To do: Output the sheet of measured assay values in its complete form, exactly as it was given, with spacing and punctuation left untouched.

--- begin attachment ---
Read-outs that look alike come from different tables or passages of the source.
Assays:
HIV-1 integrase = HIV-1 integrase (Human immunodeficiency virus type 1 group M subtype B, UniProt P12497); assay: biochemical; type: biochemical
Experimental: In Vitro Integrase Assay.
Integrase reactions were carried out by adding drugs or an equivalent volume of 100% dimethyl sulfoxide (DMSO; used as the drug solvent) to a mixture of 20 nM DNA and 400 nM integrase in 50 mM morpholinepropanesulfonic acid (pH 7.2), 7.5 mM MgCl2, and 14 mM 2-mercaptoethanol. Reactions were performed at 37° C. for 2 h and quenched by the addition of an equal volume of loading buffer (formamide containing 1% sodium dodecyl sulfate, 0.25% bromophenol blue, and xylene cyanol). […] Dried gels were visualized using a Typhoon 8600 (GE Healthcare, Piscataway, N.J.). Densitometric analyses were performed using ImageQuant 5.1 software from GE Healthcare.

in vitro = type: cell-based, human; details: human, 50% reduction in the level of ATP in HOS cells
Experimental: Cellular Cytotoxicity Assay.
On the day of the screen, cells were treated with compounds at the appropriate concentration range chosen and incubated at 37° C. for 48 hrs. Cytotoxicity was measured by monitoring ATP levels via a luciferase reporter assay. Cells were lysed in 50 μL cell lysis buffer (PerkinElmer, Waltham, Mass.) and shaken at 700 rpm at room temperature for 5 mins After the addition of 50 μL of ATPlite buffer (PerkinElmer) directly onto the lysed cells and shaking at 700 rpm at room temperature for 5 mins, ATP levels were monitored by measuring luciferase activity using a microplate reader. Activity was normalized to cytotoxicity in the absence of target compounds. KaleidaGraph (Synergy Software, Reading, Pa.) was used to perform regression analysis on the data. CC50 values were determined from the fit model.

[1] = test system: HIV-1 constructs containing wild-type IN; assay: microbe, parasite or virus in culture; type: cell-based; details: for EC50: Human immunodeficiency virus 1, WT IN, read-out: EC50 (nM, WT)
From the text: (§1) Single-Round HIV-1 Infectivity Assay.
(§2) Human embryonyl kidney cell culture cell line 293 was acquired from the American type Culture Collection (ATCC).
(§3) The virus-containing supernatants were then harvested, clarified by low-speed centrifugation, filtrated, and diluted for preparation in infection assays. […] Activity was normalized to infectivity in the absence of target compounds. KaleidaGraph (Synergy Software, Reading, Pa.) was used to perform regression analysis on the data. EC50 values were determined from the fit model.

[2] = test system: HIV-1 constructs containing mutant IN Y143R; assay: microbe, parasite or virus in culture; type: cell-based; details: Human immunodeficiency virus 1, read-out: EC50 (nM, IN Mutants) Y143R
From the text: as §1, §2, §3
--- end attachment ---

Read-outs that look alike come from different tables or passages of the source.
Assays:
HIV-1 integrase = HIV-1 integrase (Human immunodeficiency virus type 1 group M subtype B, UniProt P12497); assay: biochemical; type: biochemical
Experimental: In Vitro Integrase Assay.
Integrase reactions were carried out by adding drugs or an equivalent volume of 100% dimethyl sulfoxide (DMSO; used as the drug solvent) to a mixture of 20 nM DNA and 400 nM integrase in 50 mM morpholinepropanesulfonic acid (pH 7.2), 7.5 mM MgCl2, and 14 mM 2-mercaptoethanol. Reactions were performed at 37° C. for 2 h and quenched by the addition of an equal volume of loading buffer (formamide containing 1% sodium dodecyl sulfate, 0.25% bromophenol blue, and xylene cyanol). […] Dried gels were visualized using a Typhoon 8600 (GE Healthcare, Piscataway, N.J.). Densitometric analyses were performed using ImageQuant 5.1 software from GE Healthcare.

in vitro = type: cell-based, human; details: human, 50% reduction in the level of ATP in HOS cells
Experimental: Cellular Cytotoxicity Assay.
On the day of the screen, cells were treated with compounds at the appropriate concentration range chosen and incubated at 37° C. for 48 hrs. Cytotoxicity was measured by monitoring ATP levels via a luciferase reporter assay. Cells were lysed in 50 μL cell lysis buffer (PerkinElmer, Waltham, Mass.) and shaken at 700 rpm at room temperature for 5 mins After the addition of 50 μL of ATPlite buffer (PerkinElmer) directly onto the lysed cells and shaking at 700 rpm at room temperature for 5 mins, ATP levels were monitored by measuring luciferase activity using a microplate reader. Activity was normalized to cytotoxicity in the absence of target compounds. KaleidaGraph (Synergy Software, Reading, Pa.) was used to perform regression analysis on the data. CC50 values were determined from the fit model.

[1] = test system: HIV-1 constructs containing wild-type IN; assay: microbe, parasite or virus in culture; type: cell-based; details: for EC50: Human immunodeficiency virus 1, WT IN, read-out: EC50 (nM, WT)
From the text: (§1) Single-Round HIV-1 Infectivity Assay.
(§2) Human embryonyl kidney cell culture cell line 293 was acquired from the American type Culture Collection (ATCC).
(§3) The virus-containing supernatants were then harvested, clarified by low-speed centrifugation, filtrated, and diluted for preparation in infection assays. […] Activity was normalized to infectivity in the absence of target compounds. KaleidaGraph (Synergy Software, Reading, Pa.) was used to perform regression analysis on the data. EC50 values were determined from the fit model.

[2] = test system: HIV-1 constructs containing mutant IN Y143R; assay: microbe, parasite or virus in culture; type: cell-based; details: Human immunodeficiency virus 1, read-out: EC50 (nM, IN Mutants) Y143R
From the text: as §1, §2, §3